Lead: In the late summer of AD 79 the stratovolcano Vesuvius which towers over the Bay of Naples erupted. There was a tragic loss of life.

Intro.: A Moment in Time with Dan Roberts.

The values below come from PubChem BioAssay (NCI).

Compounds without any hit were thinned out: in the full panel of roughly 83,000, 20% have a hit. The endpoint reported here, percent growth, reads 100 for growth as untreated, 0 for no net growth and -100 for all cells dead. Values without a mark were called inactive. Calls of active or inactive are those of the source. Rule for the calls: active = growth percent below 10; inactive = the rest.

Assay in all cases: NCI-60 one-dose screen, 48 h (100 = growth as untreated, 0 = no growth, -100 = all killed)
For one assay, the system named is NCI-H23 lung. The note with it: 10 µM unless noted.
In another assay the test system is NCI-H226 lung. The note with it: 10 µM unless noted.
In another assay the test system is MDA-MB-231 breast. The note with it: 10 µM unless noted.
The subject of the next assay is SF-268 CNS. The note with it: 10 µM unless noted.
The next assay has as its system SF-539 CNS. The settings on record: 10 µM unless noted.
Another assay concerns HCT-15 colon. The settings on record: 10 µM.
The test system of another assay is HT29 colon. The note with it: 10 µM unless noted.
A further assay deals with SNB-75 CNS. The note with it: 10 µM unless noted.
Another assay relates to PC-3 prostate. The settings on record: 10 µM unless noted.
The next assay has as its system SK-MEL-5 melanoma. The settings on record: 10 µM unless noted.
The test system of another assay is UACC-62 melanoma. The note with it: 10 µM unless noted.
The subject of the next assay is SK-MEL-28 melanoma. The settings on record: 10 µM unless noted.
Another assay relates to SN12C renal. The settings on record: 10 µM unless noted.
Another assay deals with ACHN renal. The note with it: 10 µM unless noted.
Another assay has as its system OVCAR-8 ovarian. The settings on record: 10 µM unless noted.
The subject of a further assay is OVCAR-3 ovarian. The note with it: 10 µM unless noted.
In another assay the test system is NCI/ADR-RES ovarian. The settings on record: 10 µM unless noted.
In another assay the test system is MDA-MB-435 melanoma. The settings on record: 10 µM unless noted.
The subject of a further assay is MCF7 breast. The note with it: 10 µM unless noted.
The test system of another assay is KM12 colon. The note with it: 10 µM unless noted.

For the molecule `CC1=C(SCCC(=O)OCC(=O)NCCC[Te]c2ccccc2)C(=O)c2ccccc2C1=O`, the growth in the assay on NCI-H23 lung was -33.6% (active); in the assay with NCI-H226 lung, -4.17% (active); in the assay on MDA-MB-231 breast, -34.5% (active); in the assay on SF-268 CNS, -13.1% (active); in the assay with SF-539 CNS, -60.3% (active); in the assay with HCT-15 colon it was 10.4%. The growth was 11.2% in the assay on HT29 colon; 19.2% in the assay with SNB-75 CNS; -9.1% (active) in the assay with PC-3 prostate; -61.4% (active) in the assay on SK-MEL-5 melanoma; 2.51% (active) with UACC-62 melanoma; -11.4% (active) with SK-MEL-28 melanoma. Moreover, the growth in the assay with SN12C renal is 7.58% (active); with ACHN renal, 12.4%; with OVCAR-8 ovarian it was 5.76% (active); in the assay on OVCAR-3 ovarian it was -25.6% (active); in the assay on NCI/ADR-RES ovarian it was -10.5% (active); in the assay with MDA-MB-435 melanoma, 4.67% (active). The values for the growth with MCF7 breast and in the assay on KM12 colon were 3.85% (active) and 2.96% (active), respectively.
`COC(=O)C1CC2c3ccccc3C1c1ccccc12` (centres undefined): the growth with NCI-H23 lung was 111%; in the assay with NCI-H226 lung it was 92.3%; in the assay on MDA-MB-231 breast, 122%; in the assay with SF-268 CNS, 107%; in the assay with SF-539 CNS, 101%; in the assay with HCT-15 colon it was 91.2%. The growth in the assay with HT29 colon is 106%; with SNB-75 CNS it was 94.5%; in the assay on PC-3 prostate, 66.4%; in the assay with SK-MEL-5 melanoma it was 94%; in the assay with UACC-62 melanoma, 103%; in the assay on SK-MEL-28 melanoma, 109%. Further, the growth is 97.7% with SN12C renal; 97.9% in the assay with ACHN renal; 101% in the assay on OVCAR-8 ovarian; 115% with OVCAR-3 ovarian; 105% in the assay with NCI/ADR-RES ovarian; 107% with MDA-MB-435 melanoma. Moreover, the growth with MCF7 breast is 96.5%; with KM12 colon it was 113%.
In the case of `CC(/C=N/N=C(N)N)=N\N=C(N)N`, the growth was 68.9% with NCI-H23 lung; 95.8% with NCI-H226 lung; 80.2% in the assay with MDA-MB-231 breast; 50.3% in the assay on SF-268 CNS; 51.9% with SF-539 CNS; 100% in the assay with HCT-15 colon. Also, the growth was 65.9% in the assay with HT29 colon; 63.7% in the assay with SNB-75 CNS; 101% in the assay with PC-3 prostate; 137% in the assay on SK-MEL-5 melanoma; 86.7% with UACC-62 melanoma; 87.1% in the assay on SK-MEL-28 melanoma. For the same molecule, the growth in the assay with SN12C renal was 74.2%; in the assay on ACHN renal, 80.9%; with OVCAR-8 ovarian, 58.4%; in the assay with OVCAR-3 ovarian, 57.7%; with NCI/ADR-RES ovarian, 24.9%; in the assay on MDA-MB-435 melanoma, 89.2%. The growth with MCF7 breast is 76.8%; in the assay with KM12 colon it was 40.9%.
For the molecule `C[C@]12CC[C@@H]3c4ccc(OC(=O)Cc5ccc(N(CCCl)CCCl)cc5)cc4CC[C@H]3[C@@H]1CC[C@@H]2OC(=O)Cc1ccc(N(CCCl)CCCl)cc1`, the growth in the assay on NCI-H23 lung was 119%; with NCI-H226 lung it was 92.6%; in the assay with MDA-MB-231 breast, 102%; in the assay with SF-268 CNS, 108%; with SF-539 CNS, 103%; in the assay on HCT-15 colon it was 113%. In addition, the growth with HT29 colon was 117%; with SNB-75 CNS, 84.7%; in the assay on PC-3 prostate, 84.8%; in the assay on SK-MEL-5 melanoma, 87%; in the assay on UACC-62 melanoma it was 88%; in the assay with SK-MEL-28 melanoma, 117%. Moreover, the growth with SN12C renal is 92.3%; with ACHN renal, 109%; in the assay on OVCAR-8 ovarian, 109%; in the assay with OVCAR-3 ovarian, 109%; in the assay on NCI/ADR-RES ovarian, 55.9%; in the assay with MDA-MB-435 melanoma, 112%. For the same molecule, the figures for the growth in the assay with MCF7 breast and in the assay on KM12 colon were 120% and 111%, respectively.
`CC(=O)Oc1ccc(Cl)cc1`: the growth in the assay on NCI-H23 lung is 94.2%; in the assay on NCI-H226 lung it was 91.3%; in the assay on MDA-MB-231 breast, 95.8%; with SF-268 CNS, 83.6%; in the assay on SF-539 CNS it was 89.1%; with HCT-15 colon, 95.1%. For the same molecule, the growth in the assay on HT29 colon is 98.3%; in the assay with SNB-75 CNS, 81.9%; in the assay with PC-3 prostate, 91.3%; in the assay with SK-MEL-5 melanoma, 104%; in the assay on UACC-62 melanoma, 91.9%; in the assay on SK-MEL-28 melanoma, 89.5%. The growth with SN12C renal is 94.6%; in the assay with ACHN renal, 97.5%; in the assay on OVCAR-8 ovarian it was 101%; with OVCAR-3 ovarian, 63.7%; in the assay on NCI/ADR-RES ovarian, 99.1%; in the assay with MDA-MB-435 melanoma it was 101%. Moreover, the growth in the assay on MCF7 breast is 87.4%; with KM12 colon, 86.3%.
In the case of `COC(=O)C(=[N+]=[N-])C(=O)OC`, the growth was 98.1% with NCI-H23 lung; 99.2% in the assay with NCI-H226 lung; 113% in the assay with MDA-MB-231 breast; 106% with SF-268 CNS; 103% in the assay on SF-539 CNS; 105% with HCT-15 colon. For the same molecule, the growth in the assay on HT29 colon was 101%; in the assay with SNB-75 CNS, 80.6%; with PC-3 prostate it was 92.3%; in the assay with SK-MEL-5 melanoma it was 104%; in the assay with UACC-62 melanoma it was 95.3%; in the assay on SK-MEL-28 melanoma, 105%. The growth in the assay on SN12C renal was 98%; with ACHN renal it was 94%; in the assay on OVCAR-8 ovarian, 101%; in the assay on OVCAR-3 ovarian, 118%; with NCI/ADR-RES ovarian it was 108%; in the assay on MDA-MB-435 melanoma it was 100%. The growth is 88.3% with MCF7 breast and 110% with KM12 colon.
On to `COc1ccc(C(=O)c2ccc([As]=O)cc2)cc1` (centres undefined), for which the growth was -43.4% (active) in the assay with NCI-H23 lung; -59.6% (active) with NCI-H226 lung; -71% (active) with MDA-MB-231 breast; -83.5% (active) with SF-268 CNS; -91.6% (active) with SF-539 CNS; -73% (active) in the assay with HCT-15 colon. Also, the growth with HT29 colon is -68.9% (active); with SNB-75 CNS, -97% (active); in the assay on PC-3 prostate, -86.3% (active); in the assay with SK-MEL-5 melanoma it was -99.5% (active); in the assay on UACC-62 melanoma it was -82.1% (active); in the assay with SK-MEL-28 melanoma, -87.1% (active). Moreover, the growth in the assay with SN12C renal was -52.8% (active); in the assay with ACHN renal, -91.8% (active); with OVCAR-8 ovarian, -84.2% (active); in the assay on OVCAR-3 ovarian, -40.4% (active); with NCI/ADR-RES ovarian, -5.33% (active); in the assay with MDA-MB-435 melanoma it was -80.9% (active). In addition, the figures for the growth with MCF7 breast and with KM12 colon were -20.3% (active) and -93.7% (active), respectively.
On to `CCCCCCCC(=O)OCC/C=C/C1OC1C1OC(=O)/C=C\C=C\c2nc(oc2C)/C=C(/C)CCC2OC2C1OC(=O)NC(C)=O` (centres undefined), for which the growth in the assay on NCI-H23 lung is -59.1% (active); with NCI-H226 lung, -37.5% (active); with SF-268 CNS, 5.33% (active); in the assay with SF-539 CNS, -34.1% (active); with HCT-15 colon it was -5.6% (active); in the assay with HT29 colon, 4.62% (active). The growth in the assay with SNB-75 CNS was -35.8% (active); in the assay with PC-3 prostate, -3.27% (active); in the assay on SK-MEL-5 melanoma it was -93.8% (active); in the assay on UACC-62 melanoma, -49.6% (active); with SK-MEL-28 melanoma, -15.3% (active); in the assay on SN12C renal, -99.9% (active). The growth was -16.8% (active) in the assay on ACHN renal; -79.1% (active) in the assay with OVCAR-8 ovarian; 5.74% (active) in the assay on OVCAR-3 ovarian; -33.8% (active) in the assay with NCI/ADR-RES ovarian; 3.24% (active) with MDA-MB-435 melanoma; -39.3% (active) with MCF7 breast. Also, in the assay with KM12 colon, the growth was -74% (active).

Content: Vesuvius is a relatively young volcano, a little less than 200,000 years old. It towers a little more than 4000 feet over the waters of the Bay of Naples and the plain of Campania in south central Italy. Approximately half way up the sides of the volcano is a high semicircular ridge called Mt. Somma, but in the first century Vesuvius had a single conical summit. Apparently, the mountain has long periods of  quiescence in which there is little volcanic activity, followed by varying periods of eruption. During the quiet times vineyards and orchards grow in the rich soil that covers the lower approaches. Higher up groves of oak and chestnut trees proceed almost to the very summit. During the long six century period before the giant eruption of 1631 there apparently were forests down in the 1000 foot deep crater and three lakes from which herds of sheep and cattle grazed unaware of the rumbling giant below.

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